My colleague Jonathan Chait has a terrific summary of the philosophical divide separating Democrats and Republicans on health care: When you consider the differences between Democrats and Republicans on health care, you probably think in terms of scale. Democrats want to enact a big reform, while Republicans favor incremental progress.
Harold Pollack is the Helen Ross Professor of Social Service Administration at the University of Chicago and a Special Correspondent for The Treatment. There's been more positive attention of-late to the idea of high-risk pools. Some concrete numbers underscore why the idea doesn't deserve it. Most recently, Ross Douthat responded to a nice Treatment piece in which Jonathan Cohn explained why high-risk pools are an infeasible and inhumane response to the lack of health insurance coverage.
News on health care reform will increasingly be about individual members, as President Obama and House Speaker Nancy Pelosi try to accumulate the 216--er, now 217--votes House Democrats need to pass the Senate bill. The widely held assumption among insiders is that the Democrats can count upon about 200 "yes" votes right now, or maybe a few more. There are, meanwhile, somewhere between 30 and 40 House Democratic votes up for grabs. Thursday brought several developments.
Ezra Klein has a big exclusive: He's gotten hold of a consulting firm's report projecting that Wellpoint insurance would be the big winner if health care reform fails to pass. It's not hard to see why, as Ezra explains: Wellpoint's business model is uncommonly concentrated in the individual and small-group markets. Those are the exact markets that health-care reform will drastically change. Those are the markets where people get rejected for preexisting conditions, where insurers spend 30 cents of every premium dollar on administration and where rate hikes are volatile and constant.
Marc Ambinder has a nice analysis of how health care reform came back to life after the Scott Brown election in January. He calls it a "perfect storm": President Obama and the Democratic leaders in Congress made some smart choices, but they also benefited from good fortune, in the form of outside events that helped alter the political landscape. Chief among these was the decision by Anthem Blue Cross in California to announce its huge premium increases. Ambinder's summary is a good way to catch up on the debate if you've been tuned out for the last few weeks.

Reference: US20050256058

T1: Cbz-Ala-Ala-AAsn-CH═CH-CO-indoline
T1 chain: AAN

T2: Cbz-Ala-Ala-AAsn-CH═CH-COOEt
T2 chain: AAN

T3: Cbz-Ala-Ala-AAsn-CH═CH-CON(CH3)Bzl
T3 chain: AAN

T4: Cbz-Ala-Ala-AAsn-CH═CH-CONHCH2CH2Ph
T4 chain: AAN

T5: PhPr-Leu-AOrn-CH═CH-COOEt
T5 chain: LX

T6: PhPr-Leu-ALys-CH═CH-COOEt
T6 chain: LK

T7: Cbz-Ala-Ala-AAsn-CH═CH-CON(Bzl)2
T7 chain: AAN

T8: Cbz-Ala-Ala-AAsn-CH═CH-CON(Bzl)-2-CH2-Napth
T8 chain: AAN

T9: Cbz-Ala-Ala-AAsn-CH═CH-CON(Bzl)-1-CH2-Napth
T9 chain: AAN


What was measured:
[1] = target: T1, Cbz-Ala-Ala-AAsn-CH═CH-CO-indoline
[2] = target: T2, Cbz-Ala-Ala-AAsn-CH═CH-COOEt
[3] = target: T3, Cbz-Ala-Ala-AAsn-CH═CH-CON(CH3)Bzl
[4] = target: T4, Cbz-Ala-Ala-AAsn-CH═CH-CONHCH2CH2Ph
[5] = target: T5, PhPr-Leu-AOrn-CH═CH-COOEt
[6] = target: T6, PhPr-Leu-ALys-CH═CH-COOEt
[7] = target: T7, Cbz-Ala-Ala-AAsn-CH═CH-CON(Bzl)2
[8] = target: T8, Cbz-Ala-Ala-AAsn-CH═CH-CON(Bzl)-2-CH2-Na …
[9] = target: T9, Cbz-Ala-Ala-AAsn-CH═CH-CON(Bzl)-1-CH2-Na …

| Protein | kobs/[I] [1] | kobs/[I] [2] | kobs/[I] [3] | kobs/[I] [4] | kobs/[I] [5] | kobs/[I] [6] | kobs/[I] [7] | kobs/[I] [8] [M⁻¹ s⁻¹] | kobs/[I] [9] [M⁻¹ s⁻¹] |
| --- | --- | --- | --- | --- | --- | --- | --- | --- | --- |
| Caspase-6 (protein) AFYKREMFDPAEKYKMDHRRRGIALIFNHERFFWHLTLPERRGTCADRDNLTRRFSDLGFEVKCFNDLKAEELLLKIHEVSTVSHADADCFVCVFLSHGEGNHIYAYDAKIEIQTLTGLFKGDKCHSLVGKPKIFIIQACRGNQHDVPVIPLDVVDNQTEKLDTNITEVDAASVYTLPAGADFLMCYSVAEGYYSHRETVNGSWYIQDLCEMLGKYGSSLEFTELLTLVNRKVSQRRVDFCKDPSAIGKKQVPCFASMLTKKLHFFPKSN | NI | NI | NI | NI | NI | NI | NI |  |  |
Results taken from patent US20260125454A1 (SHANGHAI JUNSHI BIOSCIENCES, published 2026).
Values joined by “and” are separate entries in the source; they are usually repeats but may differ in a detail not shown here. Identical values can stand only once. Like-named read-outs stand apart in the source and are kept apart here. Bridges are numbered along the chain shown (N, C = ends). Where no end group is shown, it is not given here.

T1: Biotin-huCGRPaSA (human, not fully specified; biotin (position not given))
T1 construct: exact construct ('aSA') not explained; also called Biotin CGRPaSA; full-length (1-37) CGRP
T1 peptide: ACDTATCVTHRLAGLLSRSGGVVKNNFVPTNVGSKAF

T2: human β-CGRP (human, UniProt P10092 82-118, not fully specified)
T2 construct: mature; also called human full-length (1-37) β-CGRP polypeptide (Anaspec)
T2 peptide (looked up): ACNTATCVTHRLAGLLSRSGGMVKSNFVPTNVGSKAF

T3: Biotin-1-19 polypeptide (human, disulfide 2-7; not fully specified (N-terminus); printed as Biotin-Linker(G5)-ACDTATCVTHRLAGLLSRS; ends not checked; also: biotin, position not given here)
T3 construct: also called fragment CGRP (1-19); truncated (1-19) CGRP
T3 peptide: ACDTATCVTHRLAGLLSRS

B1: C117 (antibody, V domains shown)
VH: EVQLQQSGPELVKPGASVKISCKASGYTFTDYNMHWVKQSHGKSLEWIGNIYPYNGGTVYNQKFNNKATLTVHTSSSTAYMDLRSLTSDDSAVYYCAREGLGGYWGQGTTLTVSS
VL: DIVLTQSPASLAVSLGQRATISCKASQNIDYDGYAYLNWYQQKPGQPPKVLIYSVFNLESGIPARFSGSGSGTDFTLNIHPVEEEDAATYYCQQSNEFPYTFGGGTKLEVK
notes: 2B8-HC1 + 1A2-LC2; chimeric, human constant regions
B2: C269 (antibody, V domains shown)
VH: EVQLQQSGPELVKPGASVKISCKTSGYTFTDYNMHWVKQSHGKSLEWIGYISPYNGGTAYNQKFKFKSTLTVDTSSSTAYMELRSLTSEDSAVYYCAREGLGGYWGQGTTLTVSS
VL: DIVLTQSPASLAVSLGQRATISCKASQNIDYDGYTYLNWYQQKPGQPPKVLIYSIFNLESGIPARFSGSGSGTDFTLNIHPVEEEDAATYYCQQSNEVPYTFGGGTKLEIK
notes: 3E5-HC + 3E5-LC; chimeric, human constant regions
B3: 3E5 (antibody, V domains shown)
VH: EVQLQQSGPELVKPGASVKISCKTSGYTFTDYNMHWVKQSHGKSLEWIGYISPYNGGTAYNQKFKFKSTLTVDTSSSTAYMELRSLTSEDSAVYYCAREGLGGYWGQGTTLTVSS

The campaign to sway votes in the House is underway. A conservative group, the League of American Voters, has announced it will be running advertisements in the districts of 13 vulnerable Democrats who voted for health care reform in November. The goal is to pressure them into voting "no" on the Senate bill when it comes up, presumably later this month. Here's the script of the ad, according to Politico: Our Congressman [name] voted for Obama and Pelosi's healthcare takeover. Billions in Medicare cuts. Healthcare rationing. Big taxes on good insurance plans.
President Obama began his remarks in the East Room on Wednesday with a reminiscence. Almost exactly one year before, he had stood in the very same spot, formally launching his initiative to reform America’s health care system. I happened to be there that day and I remember it well. Representatives of every interest group were there, as were congressional leaders of both parties.
The speech was straightforward and simple: We've been working at this all year, we have a good plan, now it's time to bring health care reform to an up-or-down vote. President Obama didn't use the word "reconciliation," but he did say it should be up to congressional majorities, rather than super-majorities, to make the call on final amendments to health care reform. He reminded everybody of his efforts to include Republicans, and pointed to the Republican ideas he ended up including.
Another major step forward: Senator Tom Harkin tells Politico that the Senate will take up amendments to its health care bill via the reconciliation process: The House, he said, will first pass the Senate bill after Senate leaders demonstrate to House leaders that they have the votes to pass reconciliation in the Senate. Harkin made the comments after a meeting in Senate Majority Leader Harry Reid's office including Harkin and Sens. Baucus, Dodd, Durbin, Schumer and Murray. This is consistent with what House sources said yesterday.
President Obama got a lot of attention for the letter he sent Congress on Tuesday. But a leader of the House Democrats made some news, too. The leader was Majority Whip Steny Hoyer, who was speaking at his weekly press conference. As Politico has reported, discussion turned to a key procedural dispute between the two chambers: Would the House vote on the Senate bill right away, or would it wait until the Senate had approved amendments to the bill? The House has been saying it wants the Senate to go first and, during the press conference, Hoyer reiterated that stance.